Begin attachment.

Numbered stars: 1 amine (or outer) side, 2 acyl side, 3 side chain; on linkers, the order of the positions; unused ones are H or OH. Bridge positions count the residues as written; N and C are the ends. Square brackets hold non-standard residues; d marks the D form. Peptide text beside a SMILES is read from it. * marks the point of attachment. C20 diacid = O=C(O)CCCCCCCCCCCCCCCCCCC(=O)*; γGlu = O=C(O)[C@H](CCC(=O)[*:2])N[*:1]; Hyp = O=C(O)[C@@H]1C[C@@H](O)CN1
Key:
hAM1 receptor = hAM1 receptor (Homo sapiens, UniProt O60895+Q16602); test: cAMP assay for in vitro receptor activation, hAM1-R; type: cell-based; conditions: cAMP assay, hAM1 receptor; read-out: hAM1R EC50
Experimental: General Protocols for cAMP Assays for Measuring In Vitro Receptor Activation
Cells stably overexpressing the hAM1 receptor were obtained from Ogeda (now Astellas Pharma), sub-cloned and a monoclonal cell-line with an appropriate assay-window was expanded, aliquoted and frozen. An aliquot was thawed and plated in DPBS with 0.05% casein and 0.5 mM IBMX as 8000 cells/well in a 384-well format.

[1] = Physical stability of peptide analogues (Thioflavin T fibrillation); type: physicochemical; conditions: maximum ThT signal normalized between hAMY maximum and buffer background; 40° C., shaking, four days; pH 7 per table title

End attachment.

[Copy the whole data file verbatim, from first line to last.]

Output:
Numbered stars: 1 amine (or outer) side, 2 acyl side, 3 side chain; on linkers, the order of the positions; unused ones are H or OH. Bridge positions count the residues as written; N and C are the ends. Square brackets hold non-standard residues; d marks the D form. Peptide text beside a SMILES is read from it. * marks the point of attachment. C20 diacid = O=C(O)CCCCCCCCCCCCCCCCCCC(=O)*; γGlu = O=C(O)[C@H](CCC(=O)[*:2])N[*:1]; Hyp = O=C(O)[C@@H]1C[C@@H](O)CN1
Key:
hAM1 receptor = hAM1 receptor (Homo sapiens, UniProt O60895+Q16602); test: cAMP assay for in vitro receptor activation, hAM1-R; type: cell-based; conditions: cAMP assay, hAM1 receptor; read-out: hAM1R EC50
Experimental: General Protocols for cAMP Assays for Measuring In Vitro Receptor Activation
Cells stably overexpressing the hAM1 receptor were obtained from Ogeda (now Astellas Pharma), sub-cloned and a monoclonal cell-line with an appropriate assay-window was expanded, aliquoted and frozen. An aliquot was thawed and plated in DPBS with 0.05% casein and 0.5 mM IBMX as 8000 cells/well in a 384-well format.

[1] = Physical stability of peptide analogues (Thioflavin T fibrillation); type: physicochemical; conditions: maximum ThT signal normalized between hAMY maximum and buffer background; 40° C., shaking, four days; pH 7 per table title